06.01.2013 - 07.01.2013 5 °C
Utopia is a tiny town in the Texas Hills area, with a population of 227. It could probably fit all its businesses in one or two blocks, but it cheats a bit by having its bank, its Post Office and its library in separate blocks all by themselves. Several years ago, Karen Valby, a writer for Entertainment Weekly spent a few days there, drawn by the thought that it was a town somewhat removed from popular culture. Her article made her rather unpopular with the locals, as they thought she had just picked out a few people and features and not given a balanced view of the town. Instead of just going "meh" and leaving things be, she moved there for a year, got right under the skin of the town, and wrote a fantastic book as a result: Welcome to Utopia: Notes from a Small Town. When I decided to come to America for my holidays (inspired by a cheap fare to Honolulu and a bit of a booking cockup which led me to carry on to the mainland), I decided to go all the way, connect with my previous road-trip here and check out Utopia.
My first visit was on a Sunday evening: I drove up through the tree-lined roads from Sabinal
This is its approach
Utopia was quite welcoming
and has a very modest main street.
I just HAD to visit the Lost Maples Cafe,
which is central to the community and, of course, to the book. A handful of tables were occupied, with lots of cross-talk between tables: as any new people came in, they would greet everyone in the room (including me): clearly coming here for Sunday dinner is a long-standing habit for these people. I'm pretty sure that if they were all wearing labels saying "Hi, I'm..." I would have known most of them, which was an odd feeling. As for the two waitresses on duty, not so much: they were both too young to have been waitressing in the book. Dinner was mainly fried stuff, so I settled for a burger and fries. There is nowhere cheap to stay in Utopia, so I had to go back down the road to Sabinal for my motel.
I was back the next morning to poke about. Of course, another compulsory visit was to the Utopia General Store, which did not look as I imagined it
Karen spent a lot of time in this store, which is a little surprising: a group of old men sit in the back of a morning and discuss the world. It sounds like a very closed and very male group, and yet she managed to spend many a morning with them, sitting in these seats
The store itself was much better stocked than I expected
Another surprise was the new business the owner of the store had started: reading the book, I had thought he was opening a somewhat fancy place for townies to buy country related outfits, but Utopia Ranch Outpost was much more focussed on the needs of its community, selling to ranchers
I don't know where I got the idea that the school was a wee bit removed from town, but it was right in the centre, closer than the Post Office and library, a pretty raw looking place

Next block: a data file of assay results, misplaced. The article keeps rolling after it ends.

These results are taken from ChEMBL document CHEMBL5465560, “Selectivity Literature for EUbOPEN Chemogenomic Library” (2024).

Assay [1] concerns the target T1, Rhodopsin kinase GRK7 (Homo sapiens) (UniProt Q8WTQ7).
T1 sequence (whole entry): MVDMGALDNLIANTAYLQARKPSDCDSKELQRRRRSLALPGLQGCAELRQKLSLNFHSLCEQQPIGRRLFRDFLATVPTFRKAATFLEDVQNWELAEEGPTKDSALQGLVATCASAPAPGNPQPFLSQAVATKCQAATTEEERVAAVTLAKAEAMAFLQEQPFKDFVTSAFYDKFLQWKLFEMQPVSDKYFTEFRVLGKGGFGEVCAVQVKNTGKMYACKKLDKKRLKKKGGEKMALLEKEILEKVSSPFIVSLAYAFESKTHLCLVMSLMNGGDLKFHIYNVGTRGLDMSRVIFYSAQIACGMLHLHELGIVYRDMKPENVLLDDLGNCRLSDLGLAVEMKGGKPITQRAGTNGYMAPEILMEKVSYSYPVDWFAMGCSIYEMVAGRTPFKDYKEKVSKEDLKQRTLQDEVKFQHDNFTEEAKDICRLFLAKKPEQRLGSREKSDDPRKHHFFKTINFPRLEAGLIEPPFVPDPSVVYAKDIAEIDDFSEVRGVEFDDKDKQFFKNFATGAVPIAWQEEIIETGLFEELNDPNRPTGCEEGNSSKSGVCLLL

and right next to the church
I spent some time in the library, using its internet and poking about the collection but they closed at noon so the librarian could have lunch
I wasn't real hungry, but thought I should go back to the Lost Maples. This time I was served by a real star of the book, Kathy Weikamp, a surprisingly youthful looking grandmother who really worked the room and obviously knew her customers well. The cafe is bigger than I expected, with two wings
I just had some apple pie and carried on looking about the side streets of Utopia, which were not particularly flash.
About two blocks back from the main street, there's an entrance to a ranch
Right on the main street, opposite the General Store, there is a wee park, which I don't recall being mentioned at all
There is also competition to the Lost Maples, the Fiddlestix Gathering Place (I believe it is quite new) but it doesn't open Mondays, so I couldn't check it out
Java Joes, where I had hoped to get some proper coffee, is no more. One of the biggest surprises for me was how new and large the Post Office is (but it closes for lunch as well)
I went north out of town
and drove about the Texas Hills for a bit
Towns up here have a reputation for being foodie destinations, but I didn't get the right towns as I saw little to make me stop. I did get out and walk around a town called Bandera which fancies itself as the cowboy capital. My favourite buildings were its city hall and library
Somewhere along the way, I found myself behind a car transporter: as I got closer, I was intrigued to see it was carrying two Chevrolet utes which looked to be from the 1950's
My last adventure for the day was to go look at Lake Medina, a big blue shape on my map. The reality was completely different: it is a dam which the local newspaper says may well have to shut down completely if there is no significant rain shortly. No wonder I had heard so much talk of whether the possibility of rain would turn into actual rain.